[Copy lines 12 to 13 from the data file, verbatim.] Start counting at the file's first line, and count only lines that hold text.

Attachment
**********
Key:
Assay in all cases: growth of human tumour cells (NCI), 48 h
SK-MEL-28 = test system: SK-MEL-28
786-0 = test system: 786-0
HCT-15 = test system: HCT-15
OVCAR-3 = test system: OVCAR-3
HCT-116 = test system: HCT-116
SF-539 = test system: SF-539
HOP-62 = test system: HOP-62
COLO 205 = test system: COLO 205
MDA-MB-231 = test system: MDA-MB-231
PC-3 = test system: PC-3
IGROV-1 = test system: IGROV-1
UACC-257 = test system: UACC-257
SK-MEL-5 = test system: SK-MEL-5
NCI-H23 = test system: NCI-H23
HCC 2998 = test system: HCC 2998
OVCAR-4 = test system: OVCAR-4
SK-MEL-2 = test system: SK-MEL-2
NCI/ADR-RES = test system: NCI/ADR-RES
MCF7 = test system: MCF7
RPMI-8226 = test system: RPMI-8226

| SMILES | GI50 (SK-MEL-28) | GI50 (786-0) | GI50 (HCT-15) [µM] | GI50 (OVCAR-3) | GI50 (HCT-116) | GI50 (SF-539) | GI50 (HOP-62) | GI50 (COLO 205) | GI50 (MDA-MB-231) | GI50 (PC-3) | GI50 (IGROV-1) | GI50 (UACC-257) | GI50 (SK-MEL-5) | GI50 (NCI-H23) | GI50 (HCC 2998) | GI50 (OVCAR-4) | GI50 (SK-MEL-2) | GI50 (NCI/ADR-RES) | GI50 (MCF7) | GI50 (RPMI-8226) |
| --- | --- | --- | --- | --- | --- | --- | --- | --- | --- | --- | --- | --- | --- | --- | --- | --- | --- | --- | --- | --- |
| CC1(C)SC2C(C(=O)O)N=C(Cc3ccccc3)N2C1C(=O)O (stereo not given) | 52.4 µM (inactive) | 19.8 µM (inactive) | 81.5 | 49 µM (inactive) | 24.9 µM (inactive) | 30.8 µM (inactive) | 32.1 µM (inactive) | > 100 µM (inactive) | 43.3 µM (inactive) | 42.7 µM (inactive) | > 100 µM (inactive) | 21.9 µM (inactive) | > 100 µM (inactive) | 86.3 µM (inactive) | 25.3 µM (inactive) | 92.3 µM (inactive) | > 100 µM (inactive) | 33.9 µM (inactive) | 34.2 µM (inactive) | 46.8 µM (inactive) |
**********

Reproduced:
PC-3 = test system: PC-3
IGROV-1 = test system: IGROV-1